But I prefer the story that I presume to be more or less historical about Dunstan's time at court when the new king Eadwig was crowned and Dunstan was exiled.
The 16 year-old monarch had slipped away from his coronation banquet and was severely chastised by Abbot Dunstan--no respecter of persons--when he found him sequestered in a room with two women, mother and daughter, both making overtures with an eye to marriage. Resentful of such a reproof, Eadwig deprived Dunstan of his property and forced him out of the country, casting uncertainty over the future of England's monastic revival.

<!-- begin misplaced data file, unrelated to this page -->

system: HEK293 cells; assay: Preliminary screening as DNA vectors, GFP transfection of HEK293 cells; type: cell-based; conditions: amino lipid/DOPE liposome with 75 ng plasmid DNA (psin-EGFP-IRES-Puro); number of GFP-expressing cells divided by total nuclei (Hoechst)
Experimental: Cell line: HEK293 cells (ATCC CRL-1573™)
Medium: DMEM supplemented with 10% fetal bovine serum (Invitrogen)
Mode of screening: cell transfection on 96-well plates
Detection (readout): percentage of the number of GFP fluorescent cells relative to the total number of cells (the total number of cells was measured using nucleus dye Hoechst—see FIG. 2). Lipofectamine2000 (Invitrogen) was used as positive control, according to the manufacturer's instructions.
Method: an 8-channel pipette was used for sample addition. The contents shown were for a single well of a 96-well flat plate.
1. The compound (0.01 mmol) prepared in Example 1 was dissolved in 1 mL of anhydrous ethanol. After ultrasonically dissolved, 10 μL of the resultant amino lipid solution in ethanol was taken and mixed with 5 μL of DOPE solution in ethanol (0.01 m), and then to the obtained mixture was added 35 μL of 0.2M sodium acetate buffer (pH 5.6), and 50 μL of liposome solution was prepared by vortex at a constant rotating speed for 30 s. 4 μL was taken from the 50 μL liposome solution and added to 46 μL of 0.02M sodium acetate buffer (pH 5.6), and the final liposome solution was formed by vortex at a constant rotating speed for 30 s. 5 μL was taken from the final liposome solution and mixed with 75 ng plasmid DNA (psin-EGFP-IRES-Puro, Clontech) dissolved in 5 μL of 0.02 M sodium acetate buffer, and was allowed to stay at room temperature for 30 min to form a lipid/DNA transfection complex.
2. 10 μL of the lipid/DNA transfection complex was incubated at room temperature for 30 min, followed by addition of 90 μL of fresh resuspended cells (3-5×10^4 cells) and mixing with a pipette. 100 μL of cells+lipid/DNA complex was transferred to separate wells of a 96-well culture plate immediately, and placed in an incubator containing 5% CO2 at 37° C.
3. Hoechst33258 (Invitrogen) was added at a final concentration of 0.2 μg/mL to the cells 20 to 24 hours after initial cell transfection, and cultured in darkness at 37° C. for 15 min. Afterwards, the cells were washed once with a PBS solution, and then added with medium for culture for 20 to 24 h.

Making St. Dunstan the patron saint of youth groups, it seems to me.
I think he liked young people, and not in a creepy way. He later served as adviser to another teenage royal, Edward. And as an old man, retired as Archbishop of Canterbury, he taught at the Cathedral School for boys.
I'm sure it was different going through it, but at a remove of 10+ centuries, the thing that impresses me most about his varied and impressive career is that Dunstan seemed to take the vicissitudes of power and powerlessness, importance and unimportance with amazing grace. As if it didn't matter at all.